At what point did you know?
It might have come from a different moment for everyone, but the realisation would undoubtedly have hit every single person watching the second day of play at the SCG.
For some it might have been Usman Khawaja's brief and rare dalliance with the ball, the most A-list of celebrity overs.
For others, it could have been the first ball Mitchell Starc bowled with the third new ball — wide down the leg side, fumbled by Tim Paine, collapsed upon by an exhausted Josh Hazlewood.
It could have been when Pat Cummins's figures ticked over to 0-101, or when Marcus Harris misfielded one on the rope without so much as touching the ball, or when Rishabh Pant started pulling out the switch hits.
The when doesn't really matter, but the what was significant — this Australian team is done. Physically, mentally, tactically done.
You can see it in their eyes, in the way they were trudging between overs and into fielding positions. Perhaps even more tellingly, you could see it in the giggles and smirks of the Indian contingent sitting comfortably in the SCG viewing area.
They've earned this, the Indians. They've been subjected to this torture on many an Australian tour — by Michael Clarke or Steve Smith or David Warner or Ricky Ponting — kept in the field for days on end and shown no mercy by a superior opposition.
Revenge must be sweet. There are still three days of this Test remaining, but Friday felt like India's coronation. The day they not only beat Australia, but broke its spirit, pummelled it entirely into the dirt so hard there is now no chance of any hope growing.
Talk had turned to a Cheteshwar Pujara triple-century before he had even reached 200, such was the ease of his command over the bowling. Stunned silence filled the SCG when he instead chipped a catch back to Nathan Lyon instead of posting something record-breaking.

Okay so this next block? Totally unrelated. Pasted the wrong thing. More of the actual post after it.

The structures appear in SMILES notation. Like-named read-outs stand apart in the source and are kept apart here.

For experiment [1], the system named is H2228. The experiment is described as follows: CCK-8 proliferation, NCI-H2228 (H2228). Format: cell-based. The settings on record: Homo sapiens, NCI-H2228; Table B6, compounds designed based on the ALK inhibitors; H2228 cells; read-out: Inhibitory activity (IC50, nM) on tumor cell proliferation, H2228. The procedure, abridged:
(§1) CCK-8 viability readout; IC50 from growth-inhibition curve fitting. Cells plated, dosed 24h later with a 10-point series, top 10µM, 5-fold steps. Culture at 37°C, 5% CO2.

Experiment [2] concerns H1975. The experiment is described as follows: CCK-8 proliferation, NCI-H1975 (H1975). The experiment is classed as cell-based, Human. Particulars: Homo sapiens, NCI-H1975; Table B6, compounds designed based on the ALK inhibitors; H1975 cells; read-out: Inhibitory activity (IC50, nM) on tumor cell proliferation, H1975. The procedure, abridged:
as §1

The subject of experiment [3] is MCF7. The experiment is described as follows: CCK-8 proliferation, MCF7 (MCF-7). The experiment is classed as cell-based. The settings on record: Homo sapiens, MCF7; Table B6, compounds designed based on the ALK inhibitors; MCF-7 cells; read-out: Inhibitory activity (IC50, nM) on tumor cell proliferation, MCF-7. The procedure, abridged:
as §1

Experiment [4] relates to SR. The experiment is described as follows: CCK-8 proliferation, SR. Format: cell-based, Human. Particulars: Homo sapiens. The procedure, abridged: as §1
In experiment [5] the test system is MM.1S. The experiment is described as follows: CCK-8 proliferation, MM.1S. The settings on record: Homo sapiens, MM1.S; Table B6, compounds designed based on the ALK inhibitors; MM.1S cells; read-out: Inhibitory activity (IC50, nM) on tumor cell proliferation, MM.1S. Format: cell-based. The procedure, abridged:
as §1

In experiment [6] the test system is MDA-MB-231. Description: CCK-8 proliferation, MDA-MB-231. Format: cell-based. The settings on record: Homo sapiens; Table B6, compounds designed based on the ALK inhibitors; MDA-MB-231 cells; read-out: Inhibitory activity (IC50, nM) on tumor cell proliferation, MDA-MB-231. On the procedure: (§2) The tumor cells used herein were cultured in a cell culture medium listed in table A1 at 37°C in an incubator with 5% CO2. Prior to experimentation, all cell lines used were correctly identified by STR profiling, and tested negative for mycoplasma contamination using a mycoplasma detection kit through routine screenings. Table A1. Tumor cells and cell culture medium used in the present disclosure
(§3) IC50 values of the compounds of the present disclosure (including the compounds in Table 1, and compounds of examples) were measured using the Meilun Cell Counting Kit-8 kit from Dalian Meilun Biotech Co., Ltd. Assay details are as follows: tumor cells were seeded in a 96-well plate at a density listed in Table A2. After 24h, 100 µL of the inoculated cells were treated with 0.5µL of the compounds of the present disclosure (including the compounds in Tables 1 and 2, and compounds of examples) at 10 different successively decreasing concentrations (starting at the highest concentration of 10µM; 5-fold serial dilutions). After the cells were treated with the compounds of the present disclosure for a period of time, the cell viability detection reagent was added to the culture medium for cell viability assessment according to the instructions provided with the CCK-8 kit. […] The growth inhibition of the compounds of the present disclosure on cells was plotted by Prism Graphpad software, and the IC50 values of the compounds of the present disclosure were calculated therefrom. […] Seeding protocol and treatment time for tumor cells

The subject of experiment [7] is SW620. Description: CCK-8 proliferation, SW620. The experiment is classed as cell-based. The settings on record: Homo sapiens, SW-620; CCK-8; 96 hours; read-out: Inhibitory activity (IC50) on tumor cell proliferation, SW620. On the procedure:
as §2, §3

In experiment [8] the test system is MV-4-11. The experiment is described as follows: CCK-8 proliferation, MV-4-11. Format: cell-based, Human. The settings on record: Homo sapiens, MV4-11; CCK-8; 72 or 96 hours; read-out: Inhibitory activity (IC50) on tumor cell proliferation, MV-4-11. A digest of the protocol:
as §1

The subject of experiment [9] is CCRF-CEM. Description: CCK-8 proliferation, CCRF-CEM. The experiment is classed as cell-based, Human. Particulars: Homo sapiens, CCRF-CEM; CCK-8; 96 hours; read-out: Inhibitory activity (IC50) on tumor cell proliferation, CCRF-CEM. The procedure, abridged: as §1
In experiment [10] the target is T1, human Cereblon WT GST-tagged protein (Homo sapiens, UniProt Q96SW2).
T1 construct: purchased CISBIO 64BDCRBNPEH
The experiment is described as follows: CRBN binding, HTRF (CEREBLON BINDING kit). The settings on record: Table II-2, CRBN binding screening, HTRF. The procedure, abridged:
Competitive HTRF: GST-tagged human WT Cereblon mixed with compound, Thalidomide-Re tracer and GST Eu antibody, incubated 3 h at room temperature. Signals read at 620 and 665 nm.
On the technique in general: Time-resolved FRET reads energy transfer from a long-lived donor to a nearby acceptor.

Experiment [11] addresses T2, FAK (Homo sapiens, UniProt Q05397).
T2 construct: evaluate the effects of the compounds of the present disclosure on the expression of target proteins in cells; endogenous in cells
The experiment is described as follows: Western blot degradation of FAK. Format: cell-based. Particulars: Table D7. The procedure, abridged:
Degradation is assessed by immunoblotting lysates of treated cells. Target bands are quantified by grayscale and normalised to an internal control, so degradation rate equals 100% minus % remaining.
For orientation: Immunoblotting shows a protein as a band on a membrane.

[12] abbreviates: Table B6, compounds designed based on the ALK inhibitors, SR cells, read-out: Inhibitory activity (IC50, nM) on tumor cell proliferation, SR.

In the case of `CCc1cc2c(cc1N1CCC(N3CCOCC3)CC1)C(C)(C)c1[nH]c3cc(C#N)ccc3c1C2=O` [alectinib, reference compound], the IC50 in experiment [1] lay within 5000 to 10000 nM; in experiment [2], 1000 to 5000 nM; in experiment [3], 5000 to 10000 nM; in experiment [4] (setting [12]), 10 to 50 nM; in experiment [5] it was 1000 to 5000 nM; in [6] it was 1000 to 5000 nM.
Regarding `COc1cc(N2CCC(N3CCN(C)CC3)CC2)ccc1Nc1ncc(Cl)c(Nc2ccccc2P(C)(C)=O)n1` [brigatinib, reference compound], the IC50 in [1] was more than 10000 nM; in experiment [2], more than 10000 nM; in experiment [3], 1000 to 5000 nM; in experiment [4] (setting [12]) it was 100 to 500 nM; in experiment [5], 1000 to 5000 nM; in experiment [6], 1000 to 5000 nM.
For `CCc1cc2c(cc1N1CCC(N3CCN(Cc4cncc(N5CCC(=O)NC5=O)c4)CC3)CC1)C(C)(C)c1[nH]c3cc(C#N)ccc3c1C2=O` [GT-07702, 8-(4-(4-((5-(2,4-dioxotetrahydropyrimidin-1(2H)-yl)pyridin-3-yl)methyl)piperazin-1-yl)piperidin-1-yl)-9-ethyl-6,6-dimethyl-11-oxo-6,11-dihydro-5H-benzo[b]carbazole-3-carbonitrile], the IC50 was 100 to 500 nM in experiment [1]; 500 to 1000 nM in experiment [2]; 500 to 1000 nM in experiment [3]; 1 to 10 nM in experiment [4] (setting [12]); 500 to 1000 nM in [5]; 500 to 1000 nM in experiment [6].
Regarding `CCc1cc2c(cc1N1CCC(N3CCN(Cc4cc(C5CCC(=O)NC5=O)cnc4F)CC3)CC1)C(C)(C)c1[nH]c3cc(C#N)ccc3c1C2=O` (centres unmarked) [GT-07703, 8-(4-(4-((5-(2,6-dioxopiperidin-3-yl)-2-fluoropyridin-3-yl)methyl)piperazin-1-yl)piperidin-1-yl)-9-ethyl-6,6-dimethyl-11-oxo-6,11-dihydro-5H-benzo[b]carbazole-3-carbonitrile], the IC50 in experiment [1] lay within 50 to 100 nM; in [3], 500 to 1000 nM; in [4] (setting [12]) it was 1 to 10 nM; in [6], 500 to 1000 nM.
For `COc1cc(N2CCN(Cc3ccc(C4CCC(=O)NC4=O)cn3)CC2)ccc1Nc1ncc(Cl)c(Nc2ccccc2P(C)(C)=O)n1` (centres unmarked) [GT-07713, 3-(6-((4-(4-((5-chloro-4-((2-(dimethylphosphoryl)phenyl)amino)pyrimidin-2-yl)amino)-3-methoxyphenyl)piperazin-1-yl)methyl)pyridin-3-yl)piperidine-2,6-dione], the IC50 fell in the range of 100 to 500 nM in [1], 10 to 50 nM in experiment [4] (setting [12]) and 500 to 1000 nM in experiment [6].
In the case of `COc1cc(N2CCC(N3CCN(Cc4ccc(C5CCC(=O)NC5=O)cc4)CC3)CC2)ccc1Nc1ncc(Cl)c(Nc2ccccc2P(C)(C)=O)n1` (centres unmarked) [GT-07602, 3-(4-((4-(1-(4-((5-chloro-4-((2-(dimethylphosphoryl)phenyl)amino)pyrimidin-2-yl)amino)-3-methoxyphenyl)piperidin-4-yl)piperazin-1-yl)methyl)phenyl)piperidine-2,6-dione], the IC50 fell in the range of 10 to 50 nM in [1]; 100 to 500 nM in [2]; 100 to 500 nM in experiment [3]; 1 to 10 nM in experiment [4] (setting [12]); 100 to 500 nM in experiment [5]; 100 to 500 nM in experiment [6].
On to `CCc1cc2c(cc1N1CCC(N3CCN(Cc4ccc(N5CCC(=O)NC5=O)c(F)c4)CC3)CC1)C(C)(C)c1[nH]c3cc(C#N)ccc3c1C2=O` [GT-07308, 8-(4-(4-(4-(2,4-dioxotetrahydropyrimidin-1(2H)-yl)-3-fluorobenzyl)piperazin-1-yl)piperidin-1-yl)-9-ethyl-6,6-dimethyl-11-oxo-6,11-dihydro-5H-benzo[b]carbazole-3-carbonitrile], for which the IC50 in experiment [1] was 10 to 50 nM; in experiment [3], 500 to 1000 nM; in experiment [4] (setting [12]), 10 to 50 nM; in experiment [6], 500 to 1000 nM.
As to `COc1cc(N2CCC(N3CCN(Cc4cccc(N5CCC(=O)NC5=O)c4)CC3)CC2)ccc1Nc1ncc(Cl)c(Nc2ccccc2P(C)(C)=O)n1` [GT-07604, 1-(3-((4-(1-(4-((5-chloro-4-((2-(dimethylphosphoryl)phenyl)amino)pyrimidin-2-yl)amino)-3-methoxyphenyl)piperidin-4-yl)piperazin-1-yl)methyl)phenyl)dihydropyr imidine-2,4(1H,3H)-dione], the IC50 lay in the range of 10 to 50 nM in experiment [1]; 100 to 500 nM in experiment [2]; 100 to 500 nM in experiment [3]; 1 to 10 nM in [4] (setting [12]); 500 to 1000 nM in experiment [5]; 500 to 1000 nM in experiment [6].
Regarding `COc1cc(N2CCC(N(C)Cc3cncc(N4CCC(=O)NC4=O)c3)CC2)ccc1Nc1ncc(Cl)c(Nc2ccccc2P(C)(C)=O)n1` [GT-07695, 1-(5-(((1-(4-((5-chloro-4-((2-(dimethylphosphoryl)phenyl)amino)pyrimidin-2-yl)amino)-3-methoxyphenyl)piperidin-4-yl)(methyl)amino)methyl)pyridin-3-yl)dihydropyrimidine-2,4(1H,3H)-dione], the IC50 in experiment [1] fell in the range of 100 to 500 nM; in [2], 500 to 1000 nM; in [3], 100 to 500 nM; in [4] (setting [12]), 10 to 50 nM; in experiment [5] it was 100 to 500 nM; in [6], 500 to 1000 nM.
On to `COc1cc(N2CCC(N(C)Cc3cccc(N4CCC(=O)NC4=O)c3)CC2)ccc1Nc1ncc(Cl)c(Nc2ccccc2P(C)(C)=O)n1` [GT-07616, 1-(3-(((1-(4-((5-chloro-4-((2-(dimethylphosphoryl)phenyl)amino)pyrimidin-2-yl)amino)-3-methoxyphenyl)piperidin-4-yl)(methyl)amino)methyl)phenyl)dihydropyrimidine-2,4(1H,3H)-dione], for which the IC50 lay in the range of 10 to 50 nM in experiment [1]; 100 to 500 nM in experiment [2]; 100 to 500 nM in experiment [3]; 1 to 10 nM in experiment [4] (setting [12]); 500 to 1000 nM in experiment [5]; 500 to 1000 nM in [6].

Rishabh Pant had spent the series threatening to turn explosiveness into something of genuine substance, and found the right balance on day two. Only 21 years old, Pant is going to be terrorising Australian bowlers and stump mics for many years to come.
India deserves all the praise it has got and will continue to receive as this Test winds towards delivering the historic series win it has craved. You cannot overstate how impressive the execution of its expertly hatched plans have been.
Devoid of Indian scalps, Aussies taking aim at their own
That's one half of the story. The other is Australia — its faults and its growing divides.
The noises out of the camp after a desperate day one were not positive. They spoke of a team short of ideas and unconvinced about the ones they had, an exhausted side that doesn't know how to stop its opposition and probably doesn't have the energy left to try.
"I think the bowlers wanted one thing, Tim wanted one thing," bowling coach David Saker said on Friday morning.
"Last night we talked quite heavily about the day … Some of it was quite aggressive and that's not like me usually. JL (Justin Langer) wasn't happy. The bowlers know that."
Saker's words back up those of Lyon, who couldn't help but vent his frustration at a plan gone awry. When Lyon, the ultimate team man, is forced into public displays of admittedly minor dissent you can be sure things aren't quite all hunky dory behind the scenes.
Combine that with the widespread mystification at the behaviour of the national selectors and the ongoing sniping between the three banned players, and the picture really doesn't look great.
To his credit, Paine will keep on fronting up. He made no excuses in his post-play interviews, and had enough humour left to cheekily answer a journalist's phone during the press conference. The brave face is an obligation of the role, but Paine wears it more naturally than most.
But even he must know it too. If the rumblings of discontent are even remotely true, half the battle for the rest of this Test will be to keep the atmosphere somewhat positive — a tough ask for a rookie captain with a badly unsettled team.
We'll get more of an insight into the mental state of Australia on day three. The batting effort is futile — only the small matter of a few individual careers is on the line — but a meek rollover will paint a damning picture.
There are losses, and then there are losses. It's vitally important for Australia this doesn't become the latter.